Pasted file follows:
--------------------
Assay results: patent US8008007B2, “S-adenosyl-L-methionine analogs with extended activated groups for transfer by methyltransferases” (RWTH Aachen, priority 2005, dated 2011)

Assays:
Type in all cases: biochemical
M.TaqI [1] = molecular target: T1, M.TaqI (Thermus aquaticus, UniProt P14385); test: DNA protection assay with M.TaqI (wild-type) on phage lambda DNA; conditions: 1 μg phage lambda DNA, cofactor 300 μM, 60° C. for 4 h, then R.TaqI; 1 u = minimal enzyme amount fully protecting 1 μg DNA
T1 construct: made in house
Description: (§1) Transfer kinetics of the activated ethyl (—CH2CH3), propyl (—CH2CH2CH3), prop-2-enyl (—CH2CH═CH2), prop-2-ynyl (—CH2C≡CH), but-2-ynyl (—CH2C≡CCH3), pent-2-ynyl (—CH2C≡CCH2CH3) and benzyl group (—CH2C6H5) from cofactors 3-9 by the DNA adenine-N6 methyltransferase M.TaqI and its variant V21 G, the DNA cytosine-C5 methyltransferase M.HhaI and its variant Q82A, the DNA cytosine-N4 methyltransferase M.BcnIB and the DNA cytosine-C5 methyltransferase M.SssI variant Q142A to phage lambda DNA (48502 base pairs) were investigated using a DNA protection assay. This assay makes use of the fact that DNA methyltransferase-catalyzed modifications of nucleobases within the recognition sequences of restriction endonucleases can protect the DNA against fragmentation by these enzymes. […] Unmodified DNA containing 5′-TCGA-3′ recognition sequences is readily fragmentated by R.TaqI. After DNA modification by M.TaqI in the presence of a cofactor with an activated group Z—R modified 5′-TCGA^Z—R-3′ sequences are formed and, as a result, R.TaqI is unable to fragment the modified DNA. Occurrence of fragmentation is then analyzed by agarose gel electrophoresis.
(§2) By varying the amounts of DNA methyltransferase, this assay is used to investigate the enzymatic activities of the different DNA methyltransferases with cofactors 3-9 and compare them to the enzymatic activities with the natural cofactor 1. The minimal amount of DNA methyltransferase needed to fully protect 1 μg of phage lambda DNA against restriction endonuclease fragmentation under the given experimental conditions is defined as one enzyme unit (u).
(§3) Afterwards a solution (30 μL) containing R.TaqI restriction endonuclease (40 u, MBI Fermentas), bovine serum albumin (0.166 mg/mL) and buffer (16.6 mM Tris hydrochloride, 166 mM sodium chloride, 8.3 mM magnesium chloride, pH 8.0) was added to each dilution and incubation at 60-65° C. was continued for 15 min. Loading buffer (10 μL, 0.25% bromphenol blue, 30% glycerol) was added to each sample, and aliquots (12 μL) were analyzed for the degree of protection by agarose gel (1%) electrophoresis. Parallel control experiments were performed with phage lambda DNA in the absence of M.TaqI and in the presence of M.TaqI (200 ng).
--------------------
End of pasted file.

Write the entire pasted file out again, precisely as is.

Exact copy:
Assay results: patent US8008007B2, “S-adenosyl-L-methionine analogs with extended activated groups for transfer by methyltransferases” (RWTH Aachen, priority 2005, dated 2011)

Assays:
Type in all cases: biochemical
M.TaqI [1] = molecular target: T1, M.TaqI (Thermus aquaticus, UniProt P14385); test: DNA protection assay with M.TaqI (wild-type) on phage lambda DNA; conditions: 1 μg phage lambda DNA, cofactor 300 μM, 60° C. for 4 h, then R.TaqI; 1 u = minimal enzyme amount fully protecting 1 μg DNA
T1 construct: made in house
Description: (§1) Transfer kinetics of the activated ethyl (—CH2CH3), propyl (—CH2CH2CH3), prop-2-enyl (—CH2CH═CH2), prop-2-ynyl (—CH2C≡CH), but-2-ynyl (—CH2C≡CCH3), pent-2-ynyl (—CH2C≡CCH2CH3) and benzyl group (—CH2C6H5) from cofactors 3-9 by the DNA adenine-N6 methyltransferase M.TaqI and its variant V21 G, the DNA cytosine-C5 methyltransferase M.HhaI and its variant Q82A, the DNA cytosine-N4 methyltransferase M.BcnIB and the DNA cytosine-C5 methyltransferase M.SssI variant Q142A to phage lambda DNA (48502 base pairs) were investigated using a DNA protection assay. This assay makes use of the fact that DNA methyltransferase-catalyzed modifications of nucleobases within the recognition sequences of restriction endonucleases can protect the DNA against fragmentation by these enzymes. […] Unmodified DNA containing 5′-TCGA-3′ recognition sequences is readily fragmentated by R.TaqI. After DNA modification by M.TaqI in the presence of a cofactor with an activated group Z—R modified 5′-TCGA^Z—R-3′ sequences are formed and, as a result, R.TaqI is unable to fragment the modified DNA. Occurrence of fragmentation is then analyzed by agarose gel electrophoresis.
(§2) By varying the amounts of DNA methyltransferase, this assay is used to investigate the enzymatic activities of the different DNA methyltransferases with cofactors 3-9 and compare them to the enzymatic activities with the natural cofactor 1. The minimal amount of DNA methyltransferase needed to fully protect 1 μg of phage lambda DNA against restriction endonuclease fragmentation under the given experimental conditions is defined as one enzyme unit (u).
(§3) Afterwards a solution (30 μL) containing R.TaqI restriction endonuclease (40 u, MBI Fermentas), bovine serum albumin (0.166 mg/mL) and buffer (16.6 mM Tris hydrochloride, 166 mM sodium chloride, 8.3 mM magnesium chloride, pH 8.0) was added to each dilution and incubation at 60-65° C. was continued for 15 min. Loading buffer (10 μL, 0.25% bromphenol blue, 30% glycerol) was added to each sample, and aliquots (12 μL) were analyzed for the degree of protection by agarose gel (1%) electrophoresis. Parallel control experiments were performed with phage lambda DNA in the absence of M.TaqI and in the presence of M.TaqI (200 ng).